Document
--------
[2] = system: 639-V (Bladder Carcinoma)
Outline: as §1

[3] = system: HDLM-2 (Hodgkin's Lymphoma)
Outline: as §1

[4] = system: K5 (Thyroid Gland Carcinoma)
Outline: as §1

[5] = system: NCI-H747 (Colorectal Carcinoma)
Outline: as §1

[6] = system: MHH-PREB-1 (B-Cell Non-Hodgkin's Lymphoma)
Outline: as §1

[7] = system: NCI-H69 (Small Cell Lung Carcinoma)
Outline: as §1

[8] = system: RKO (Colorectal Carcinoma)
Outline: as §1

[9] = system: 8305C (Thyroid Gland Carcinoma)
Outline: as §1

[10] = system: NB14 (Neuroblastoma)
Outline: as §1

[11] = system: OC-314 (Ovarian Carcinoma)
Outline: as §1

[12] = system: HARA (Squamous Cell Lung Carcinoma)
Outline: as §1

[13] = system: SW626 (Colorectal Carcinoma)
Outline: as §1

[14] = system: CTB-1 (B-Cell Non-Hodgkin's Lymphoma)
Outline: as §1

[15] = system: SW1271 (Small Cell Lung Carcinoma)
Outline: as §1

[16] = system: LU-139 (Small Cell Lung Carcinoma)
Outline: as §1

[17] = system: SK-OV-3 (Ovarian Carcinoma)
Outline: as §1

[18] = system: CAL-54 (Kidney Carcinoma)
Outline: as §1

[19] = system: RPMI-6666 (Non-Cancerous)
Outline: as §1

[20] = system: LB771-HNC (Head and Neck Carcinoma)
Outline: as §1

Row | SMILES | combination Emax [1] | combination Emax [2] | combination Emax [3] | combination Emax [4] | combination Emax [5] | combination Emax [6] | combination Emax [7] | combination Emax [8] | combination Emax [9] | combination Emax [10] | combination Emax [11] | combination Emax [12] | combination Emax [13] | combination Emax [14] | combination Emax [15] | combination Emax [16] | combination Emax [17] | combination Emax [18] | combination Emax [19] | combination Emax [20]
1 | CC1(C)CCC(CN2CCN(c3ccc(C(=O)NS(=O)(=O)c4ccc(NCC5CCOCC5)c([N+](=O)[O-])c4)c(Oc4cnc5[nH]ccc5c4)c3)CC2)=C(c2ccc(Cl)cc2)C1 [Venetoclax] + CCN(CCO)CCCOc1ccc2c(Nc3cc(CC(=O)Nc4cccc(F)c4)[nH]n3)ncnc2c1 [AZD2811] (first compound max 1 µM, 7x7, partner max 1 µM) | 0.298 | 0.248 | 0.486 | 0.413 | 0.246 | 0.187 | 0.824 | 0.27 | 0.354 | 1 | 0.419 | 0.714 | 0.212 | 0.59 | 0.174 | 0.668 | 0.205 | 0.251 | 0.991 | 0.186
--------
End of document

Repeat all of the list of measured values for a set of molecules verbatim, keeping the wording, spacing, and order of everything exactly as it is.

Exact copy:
[2] = system: 639-V (Bladder Carcinoma)
Outline: as §1

[3] = system: HDLM-2 (Hodgkin's Lymphoma)
Outline: as §1

[4] = system: K5 (Thyroid Gland Carcinoma)
Outline: as §1

[5] = system: NCI-H747 (Colorectal Carcinoma)
Outline: as §1

[6] = system: MHH-PREB-1 (B-Cell Non-Hodgkin's Lymphoma)
Outline: as §1

[7] = system: NCI-H69 (Small Cell Lung Carcinoma)
Outline: as §1

[8] = system: RKO (Colorectal Carcinoma)
Outline: as §1

[9] = system: 8305C (Thyroid Gland Carcinoma)
Outline: as §1

[10] = system: NB14 (Neuroblastoma)
Outline: as §1

[11] = system: OC-314 (Ovarian Carcinoma)
Outline: as §1

[12] = system: HARA (Squamous Cell Lung Carcinoma)
Outline: as §1

[13] = system: SW626 (Colorectal Carcinoma)
Outline: as §1

[14] = system: CTB-1 (B-Cell Non-Hodgkin's Lymphoma)
Outline: as §1

[15] = system: SW1271 (Small Cell Lung Carcinoma)
Outline: as §1

[16] = system: LU-139 (Small Cell Lung Carcinoma)
Outline: as §1

[17] = system: SK-OV-3 (Ovarian Carcinoma)
Outline: as §1

[18] = system: CAL-54 (Kidney Carcinoma)
Outline: as §1

[19] = system: RPMI-6666 (Non-Cancerous)
Outline: as §1

[20] = system: LB771-HNC (Head and Neck Carcinoma)
Outline: as §1

Row | SMILES | combination Emax [1] | combination Emax [2] | combination Emax [3] | combination Emax [4] | combination Emax [5] | combination Emax [6] | combination Emax [7] | combination Emax [8] | combination Emax [9] | combination Emax [10] | combination Emax [11] | combination Emax [12] | combination Emax [13] | combination Emax [14] | combination Emax [15] | combination Emax [16] | combination Emax [17] | combination Emax [18] | combination Emax [19] | combination Emax [20]
1 | CC1(C)CCC(CN2CCN(c3ccc(C(=O)NS(=O)(=O)c4ccc(NCC5CCOCC5)c([N+](=O)[O-])c4)c(Oc4cnc5[nH]ccc5c4)c3)CC2)=C(c2ccc(Cl)cc2)C1 [Venetoclax] + CCN(CCO)CCCOc1ccc2c(Nc3cc(CC(=O)Nc4cccc(F)c4)[nH]n3)ncnc2c1 [AZD2811] (first compound max 1 µM, 7x7, partner max 1 µM) | 0.298 | 0.248 | 0.486 | 0.413 | 0.246 | 0.187 | 0.824 | 0.27 | 0.354 | 1 | 0.419 | 0.714 | 0.212 | 0.59 | 0.174 | 0.668 | 0.205 | 0.251 | 0.991 | 0.186